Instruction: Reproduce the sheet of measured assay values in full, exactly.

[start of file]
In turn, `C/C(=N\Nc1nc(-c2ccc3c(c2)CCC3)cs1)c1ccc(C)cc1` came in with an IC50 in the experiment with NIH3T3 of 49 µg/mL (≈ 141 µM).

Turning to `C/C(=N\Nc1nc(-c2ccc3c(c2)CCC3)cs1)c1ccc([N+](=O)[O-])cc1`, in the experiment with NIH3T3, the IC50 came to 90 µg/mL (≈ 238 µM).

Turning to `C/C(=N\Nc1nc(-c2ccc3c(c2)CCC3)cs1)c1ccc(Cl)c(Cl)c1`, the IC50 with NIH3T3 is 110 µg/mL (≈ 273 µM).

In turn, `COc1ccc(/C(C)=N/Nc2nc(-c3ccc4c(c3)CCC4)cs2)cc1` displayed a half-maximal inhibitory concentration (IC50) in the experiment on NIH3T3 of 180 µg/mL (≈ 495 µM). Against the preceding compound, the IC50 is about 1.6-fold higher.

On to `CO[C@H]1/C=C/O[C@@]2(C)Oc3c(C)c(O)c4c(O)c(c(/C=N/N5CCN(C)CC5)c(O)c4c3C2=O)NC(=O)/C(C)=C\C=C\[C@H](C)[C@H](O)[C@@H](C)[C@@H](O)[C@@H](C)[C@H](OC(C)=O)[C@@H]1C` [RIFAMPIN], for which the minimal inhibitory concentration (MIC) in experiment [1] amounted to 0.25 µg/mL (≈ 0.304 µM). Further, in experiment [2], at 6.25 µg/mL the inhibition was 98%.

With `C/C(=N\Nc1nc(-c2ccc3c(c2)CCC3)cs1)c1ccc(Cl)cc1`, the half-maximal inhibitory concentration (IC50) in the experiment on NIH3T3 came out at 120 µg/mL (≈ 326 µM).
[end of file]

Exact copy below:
In turn, `C/C(=N\Nc1nc(-c2ccc3c(c2)CCC3)cs1)c1ccc(C)cc1` came in with an IC50 in the experiment with NIH3T3 of 49 µg/mL (≈ 141 µM).

Turning to `C/C(=N\Nc1nc(-c2ccc3c(c2)CCC3)cs1)c1ccc([N+](=O)[O-])cc1`, in the experiment with NIH3T3, the IC50 came to 90 µg/mL (≈ 238 µM).

Turning to `C/C(=N\Nc1nc(-c2ccc3c(c2)CCC3)cs1)c1ccc(Cl)c(Cl)c1`, the IC50 with NIH3T3 is 110 µg/mL (≈ 273 µM).

In turn, `COc1ccc(/C(C)=N/Nc2nc(-c3ccc4c(c3)CCC4)cs2)cc1` displayed a half-maximal inhibitory concentration (IC50) in the experiment on NIH3T3 of 180 µg/mL (≈ 495 µM). Against the preceding compound, the IC50 is about 1.6-fold higher.

On to `CO[C@H]1/C=C/O[C@@]2(C)Oc3c(C)c(O)c4c(O)c(c(/C=N/N5CCN(C)CC5)c(O)c4c3C2=O)NC(=O)/C(C)=C\C=C\[C@H](C)[C@H](O)[C@@H](C)[C@@H](O)[C@@H](C)[C@H](OC(C)=O)[C@@H]1C` [RIFAMPIN], for which the minimal inhibitory concentration (MIC) in experiment [1] amounted to 0.25 µg/mL (≈ 0.304 µM). Further, in experiment [2], at 6.25 µg/mL the inhibition was 98%.

With `C/C(=N\Nc1nc(-c2ccc3c(c2)CCC3)cs1)c1ccc(Cl)cc1`, the half-maximal inhibitory concentration (IC50) in the experiment on NIH3T3 came out at 120 µg/mL (≈ 326 µM).